Pair Involved In Brazil Crash Make First Public Appearance
Joseph Lepore and Jan Paladino are thankful they made it home in
time for the holidays, but remain adamant they were following ATC
instructions when the bizjet they were flying collided with a Gol
Airlines 737 over the Amazon jungle last September.
The two spoke publicly about the incident for the first
time Friday on NBC's "Today" show. They claim they never saw
the 737 and didn't learn of the collision until hours after they
safely landed the damaged Embraer Legacy 600 they were delivering
to the US. The bizjet lost a winglet and suffered damage to
Lepore said after they landed they immediately asked authorities
if another aircraft had issued a distress call.
Brazilian police formally charged the pair before returning
their passports and allowing them to leave the country late last
week. As ANN reported, they are
accused of "endangering air safety." A preliminary report says a
"lack of caution" on the part of Lepore and Paladino contributed to
the crash and suggested the disaster could have been avoided if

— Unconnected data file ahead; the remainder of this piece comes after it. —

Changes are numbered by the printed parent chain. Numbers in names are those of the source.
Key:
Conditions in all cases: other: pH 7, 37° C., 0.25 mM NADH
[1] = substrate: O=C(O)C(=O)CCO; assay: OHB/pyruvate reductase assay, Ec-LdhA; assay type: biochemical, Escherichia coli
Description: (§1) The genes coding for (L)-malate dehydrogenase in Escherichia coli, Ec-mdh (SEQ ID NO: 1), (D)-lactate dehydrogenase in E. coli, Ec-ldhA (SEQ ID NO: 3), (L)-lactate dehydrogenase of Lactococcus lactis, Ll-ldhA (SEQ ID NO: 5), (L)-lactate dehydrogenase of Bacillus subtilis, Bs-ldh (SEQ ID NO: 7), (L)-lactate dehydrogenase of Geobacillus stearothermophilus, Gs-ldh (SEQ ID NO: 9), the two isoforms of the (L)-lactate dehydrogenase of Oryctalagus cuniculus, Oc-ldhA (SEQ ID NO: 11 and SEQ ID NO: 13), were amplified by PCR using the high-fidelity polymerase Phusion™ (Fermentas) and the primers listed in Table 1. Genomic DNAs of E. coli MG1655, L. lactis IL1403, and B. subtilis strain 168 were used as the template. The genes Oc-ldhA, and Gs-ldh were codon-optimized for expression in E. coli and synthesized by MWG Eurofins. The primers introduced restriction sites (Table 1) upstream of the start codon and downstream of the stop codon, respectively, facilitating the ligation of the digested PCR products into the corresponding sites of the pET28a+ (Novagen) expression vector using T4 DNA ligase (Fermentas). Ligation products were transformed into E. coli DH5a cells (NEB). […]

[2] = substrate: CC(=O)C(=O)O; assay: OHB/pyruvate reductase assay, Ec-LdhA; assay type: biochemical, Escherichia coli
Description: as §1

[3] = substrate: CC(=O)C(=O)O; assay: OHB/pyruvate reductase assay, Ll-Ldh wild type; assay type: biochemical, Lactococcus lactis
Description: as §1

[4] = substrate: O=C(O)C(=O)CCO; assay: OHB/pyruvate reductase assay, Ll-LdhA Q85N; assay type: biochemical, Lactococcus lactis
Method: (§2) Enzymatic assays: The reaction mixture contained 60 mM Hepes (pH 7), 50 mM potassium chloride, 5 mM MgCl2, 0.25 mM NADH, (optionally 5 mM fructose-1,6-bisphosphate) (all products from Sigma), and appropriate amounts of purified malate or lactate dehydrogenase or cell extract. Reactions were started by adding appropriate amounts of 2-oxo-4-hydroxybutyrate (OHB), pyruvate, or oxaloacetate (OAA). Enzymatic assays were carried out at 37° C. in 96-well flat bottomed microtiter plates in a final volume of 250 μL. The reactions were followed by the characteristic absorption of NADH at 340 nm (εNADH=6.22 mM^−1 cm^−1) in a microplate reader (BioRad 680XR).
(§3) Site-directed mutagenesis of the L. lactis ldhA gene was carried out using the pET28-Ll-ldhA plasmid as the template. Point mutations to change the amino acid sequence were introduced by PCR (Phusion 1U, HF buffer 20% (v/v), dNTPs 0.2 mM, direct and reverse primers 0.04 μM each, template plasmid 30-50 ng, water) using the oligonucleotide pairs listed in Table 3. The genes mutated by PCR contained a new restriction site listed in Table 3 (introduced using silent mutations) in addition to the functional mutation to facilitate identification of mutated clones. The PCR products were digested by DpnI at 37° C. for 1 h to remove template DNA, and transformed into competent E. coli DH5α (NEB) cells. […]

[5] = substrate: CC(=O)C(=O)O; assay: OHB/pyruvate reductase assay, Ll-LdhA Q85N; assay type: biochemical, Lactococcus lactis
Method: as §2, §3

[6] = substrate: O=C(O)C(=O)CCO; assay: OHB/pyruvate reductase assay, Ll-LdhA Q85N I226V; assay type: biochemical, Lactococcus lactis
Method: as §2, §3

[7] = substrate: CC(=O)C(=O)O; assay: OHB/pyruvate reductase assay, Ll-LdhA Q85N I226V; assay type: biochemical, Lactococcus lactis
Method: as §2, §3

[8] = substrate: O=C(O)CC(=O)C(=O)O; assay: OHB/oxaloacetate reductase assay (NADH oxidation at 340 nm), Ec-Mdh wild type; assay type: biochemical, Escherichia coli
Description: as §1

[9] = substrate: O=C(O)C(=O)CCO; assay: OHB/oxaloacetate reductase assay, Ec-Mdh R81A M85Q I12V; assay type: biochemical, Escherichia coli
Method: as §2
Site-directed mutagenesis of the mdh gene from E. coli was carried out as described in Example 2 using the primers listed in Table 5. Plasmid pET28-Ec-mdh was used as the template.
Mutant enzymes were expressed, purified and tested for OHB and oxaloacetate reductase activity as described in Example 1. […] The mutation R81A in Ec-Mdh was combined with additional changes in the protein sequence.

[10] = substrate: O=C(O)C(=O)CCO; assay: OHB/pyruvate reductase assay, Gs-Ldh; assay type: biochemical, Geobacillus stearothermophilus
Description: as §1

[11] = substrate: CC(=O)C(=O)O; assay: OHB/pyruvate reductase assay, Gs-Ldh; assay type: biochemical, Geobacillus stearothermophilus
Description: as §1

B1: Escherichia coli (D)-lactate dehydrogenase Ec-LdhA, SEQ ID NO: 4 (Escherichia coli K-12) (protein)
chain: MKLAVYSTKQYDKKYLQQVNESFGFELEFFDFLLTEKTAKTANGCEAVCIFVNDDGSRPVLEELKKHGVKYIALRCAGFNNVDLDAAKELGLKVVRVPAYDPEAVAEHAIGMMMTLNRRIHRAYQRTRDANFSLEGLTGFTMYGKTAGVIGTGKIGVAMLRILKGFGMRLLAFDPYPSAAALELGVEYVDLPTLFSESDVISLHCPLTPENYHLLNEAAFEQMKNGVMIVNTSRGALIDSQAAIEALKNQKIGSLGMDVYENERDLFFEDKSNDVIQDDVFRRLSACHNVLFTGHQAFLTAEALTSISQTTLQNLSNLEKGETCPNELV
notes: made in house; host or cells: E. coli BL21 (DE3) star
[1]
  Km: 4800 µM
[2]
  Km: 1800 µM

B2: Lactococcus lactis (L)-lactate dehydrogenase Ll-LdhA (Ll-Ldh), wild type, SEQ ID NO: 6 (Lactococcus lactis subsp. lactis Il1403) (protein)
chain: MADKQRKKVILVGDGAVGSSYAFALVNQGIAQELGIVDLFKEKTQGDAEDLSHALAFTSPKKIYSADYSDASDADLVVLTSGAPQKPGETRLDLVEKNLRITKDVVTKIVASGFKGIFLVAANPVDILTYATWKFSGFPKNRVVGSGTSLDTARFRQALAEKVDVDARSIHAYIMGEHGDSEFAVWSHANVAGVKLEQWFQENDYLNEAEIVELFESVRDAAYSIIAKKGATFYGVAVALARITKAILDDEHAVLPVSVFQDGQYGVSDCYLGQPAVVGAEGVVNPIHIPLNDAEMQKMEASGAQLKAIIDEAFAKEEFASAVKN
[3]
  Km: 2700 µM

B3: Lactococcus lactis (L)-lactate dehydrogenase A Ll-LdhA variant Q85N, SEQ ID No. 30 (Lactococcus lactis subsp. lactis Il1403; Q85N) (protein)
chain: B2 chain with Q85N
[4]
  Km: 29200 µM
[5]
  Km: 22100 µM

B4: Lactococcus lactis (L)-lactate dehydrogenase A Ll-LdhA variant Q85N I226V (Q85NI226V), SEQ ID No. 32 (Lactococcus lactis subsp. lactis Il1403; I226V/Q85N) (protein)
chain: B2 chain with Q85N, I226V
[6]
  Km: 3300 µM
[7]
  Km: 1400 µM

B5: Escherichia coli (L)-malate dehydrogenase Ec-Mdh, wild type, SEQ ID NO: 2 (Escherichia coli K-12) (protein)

they had noticed their aircraft's transponder was off.
The two aircraft collided at 37,000 feet, an altitude normally
reserved by ICAO guidelines for eastbound aircraft. Lepore and
Paladino were flying on a northwesterly heading and wouldn't
normally have been at that altitude, but Paladino said they were
flying at an altitude assigned by ATC, adding, "Air traffic
controllers have responsibility to manage that traffic."
The continuing investigation into the accident suggests after
the collision the Gol 737 experienced a catastrophic failure of the
wing which impacted the bizjet. The airliner crashed in the jungle
killing all 154 aboard.
"We were compliant with all regulations," Paladino said. "We
were doing exactly what we were supposed to be doing, and we just
experienced, automatically, just a jolt out of nowhere."
Many international aviation groups have condemned Brazil's
decision to criminalize the crash investigation saying such action
serves to work against efforts to improve aviation safety.
Lepore and Paladino must return to Brazil to answer the criminal
charges. If found guilty of willfully endangering air safety they
face up to 12 years in prison.